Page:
Positive Greek-Turkish relations an opportunity for creating conditions of peace, security & stability in the region, says Panagiotopoulos

Τhe extremely positive climate in current Greek-Turkish relations is an opportunity to consolidate the rules of good neighborliness and create conditions of peace, security and stability in the region, "as Greece always wishes," National Defence Minister Nikos Panagiotopoulos told regional news outlets in the city of Kavala on Friday, it was reported on Saturday.

However, all this should be pursued in a context of respect for International Law and Greece's sovereign rights, he noted.

The minister's comments reflect on his visit to Türkiye on Tuesday after an invitation by his Turkish counterpart Hulusi Akar. The two ministers flew over disaster areas on a helicopter and visited a hospital and temporary accommodations housing people who lost their homes in the Feb. 6 earthquakes, with Akar expressing anew his condolences for the victims of Greeces' Feb. 28 Tempi train disaster.

Interviewed in Greek daily newspaper 'Ta Nea' after his visit to Türkiye, Panagiotopoulos said the possibility of reducing military drills in the Aegean was discussed, as was extending the Papoulias-Yilmaz memorandum in order to sustain the positive relations between the two countries.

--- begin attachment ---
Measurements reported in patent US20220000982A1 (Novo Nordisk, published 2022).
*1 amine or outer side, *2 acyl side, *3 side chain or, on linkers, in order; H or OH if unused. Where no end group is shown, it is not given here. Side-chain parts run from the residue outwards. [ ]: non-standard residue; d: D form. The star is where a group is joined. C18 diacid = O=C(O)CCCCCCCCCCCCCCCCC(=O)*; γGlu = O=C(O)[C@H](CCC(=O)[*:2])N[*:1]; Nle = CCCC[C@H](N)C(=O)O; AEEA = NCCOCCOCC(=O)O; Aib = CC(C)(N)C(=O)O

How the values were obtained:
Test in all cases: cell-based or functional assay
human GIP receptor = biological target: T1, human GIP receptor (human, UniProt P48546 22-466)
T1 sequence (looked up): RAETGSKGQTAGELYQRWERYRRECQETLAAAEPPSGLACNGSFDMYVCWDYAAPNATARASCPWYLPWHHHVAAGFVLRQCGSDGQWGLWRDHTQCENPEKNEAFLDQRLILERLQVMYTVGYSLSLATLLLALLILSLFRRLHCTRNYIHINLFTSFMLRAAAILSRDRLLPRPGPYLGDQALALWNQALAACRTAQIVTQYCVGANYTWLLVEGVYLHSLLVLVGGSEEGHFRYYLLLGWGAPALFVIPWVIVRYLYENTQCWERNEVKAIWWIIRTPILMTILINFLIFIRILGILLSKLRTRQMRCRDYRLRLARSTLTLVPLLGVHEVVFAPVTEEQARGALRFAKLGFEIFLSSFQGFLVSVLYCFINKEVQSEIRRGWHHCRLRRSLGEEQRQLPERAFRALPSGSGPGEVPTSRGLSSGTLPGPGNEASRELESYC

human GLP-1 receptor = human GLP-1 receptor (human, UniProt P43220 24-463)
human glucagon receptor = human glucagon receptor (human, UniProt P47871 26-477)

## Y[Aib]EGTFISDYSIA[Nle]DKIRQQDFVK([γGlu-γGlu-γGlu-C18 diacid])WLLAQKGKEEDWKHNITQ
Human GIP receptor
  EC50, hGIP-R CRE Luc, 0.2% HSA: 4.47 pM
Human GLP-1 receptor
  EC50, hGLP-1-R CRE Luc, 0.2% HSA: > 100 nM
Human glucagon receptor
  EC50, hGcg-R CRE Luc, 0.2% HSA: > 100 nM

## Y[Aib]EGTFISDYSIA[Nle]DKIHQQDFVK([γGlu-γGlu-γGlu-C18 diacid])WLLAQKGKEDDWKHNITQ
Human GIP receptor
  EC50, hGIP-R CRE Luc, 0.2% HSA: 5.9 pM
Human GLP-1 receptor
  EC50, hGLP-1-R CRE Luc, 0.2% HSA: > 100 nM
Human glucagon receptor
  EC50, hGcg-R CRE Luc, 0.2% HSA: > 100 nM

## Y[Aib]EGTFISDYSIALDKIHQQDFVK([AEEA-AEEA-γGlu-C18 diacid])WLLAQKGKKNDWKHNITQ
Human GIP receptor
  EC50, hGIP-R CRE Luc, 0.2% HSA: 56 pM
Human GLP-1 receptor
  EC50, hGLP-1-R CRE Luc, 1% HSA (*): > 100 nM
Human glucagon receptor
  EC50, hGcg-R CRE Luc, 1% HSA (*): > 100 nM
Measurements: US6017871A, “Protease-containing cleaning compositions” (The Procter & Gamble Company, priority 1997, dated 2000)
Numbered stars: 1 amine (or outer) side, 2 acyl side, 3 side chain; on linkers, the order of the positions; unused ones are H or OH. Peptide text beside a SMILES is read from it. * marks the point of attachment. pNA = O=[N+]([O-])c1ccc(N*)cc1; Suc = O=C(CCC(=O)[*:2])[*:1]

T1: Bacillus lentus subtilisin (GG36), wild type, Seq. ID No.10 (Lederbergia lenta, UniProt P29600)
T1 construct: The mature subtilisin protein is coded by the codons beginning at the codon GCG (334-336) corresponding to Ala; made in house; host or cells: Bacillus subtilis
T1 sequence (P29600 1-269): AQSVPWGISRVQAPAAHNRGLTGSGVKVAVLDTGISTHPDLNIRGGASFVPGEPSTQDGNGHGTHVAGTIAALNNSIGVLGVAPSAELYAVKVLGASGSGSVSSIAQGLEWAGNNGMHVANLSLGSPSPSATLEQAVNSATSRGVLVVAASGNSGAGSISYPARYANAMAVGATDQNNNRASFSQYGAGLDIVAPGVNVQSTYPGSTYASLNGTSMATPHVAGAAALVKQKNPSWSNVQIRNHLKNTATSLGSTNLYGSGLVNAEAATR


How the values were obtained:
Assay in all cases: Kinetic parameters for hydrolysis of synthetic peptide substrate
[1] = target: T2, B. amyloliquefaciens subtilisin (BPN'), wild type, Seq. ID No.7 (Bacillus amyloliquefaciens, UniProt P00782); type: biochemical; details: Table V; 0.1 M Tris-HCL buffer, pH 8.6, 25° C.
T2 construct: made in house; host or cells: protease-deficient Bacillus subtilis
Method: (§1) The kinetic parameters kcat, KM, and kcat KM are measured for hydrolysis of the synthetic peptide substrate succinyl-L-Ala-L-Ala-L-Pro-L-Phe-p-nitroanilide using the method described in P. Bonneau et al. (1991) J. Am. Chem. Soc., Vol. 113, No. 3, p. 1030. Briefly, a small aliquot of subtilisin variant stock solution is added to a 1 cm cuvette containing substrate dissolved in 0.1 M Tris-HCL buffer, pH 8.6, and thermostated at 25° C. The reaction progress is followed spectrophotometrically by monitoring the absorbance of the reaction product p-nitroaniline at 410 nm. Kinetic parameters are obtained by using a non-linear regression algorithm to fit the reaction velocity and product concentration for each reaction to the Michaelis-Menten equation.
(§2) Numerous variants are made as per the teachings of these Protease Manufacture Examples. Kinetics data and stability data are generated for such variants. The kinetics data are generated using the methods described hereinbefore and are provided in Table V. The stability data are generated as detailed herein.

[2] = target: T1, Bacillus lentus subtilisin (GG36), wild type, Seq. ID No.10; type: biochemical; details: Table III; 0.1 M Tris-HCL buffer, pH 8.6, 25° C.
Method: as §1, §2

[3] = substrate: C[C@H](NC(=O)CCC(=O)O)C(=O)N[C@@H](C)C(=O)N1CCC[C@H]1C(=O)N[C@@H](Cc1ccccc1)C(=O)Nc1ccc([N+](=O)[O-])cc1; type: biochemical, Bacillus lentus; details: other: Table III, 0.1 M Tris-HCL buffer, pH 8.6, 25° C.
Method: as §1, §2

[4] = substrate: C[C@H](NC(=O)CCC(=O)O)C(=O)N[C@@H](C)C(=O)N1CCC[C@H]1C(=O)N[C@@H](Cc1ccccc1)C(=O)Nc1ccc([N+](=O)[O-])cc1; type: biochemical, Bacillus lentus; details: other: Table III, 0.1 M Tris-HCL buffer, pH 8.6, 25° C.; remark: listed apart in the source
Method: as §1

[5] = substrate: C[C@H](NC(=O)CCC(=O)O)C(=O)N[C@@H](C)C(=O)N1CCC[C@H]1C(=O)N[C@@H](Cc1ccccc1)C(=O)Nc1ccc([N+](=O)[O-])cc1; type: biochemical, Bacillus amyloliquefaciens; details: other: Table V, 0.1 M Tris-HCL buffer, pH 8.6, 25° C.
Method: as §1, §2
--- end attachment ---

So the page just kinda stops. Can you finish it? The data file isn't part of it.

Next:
On April 7, during Panagiotopoulos' visit to Türkiye, the Turkish defence minister told Anadolu News Agency that "in the upcoming period, we expect concrete positive developments on some issues such as the extension of the moratorium period, which foresees avoidance of exercises in the international waters and airspace of the Aegean Sea between June 15 and Sept. 15, when tourism is intense."

Underlining the significance of maintaining open channels of communication between the two countries, Akar told Anadolu that "it is our sincere wish that the Aegean and the Mediterranean will now truly become a sea of ​​friendship by establishing a permanent cooperation environment."

On May 27 in 1988, Greek Foreign Affairs Minister Karolos Papoulias and his Turkish counterpart Mesut Yilmaz signed a Memorandum of Understanding (MoU) in Athens, which established a moratorium on military drills during the vacation and holiday periods. This was followed by the agreement on 'Guidelines for the Prevention of Accidents & Incidents on the High Seas & International Airspace', signed on September 8, 1988, in Istanbul.

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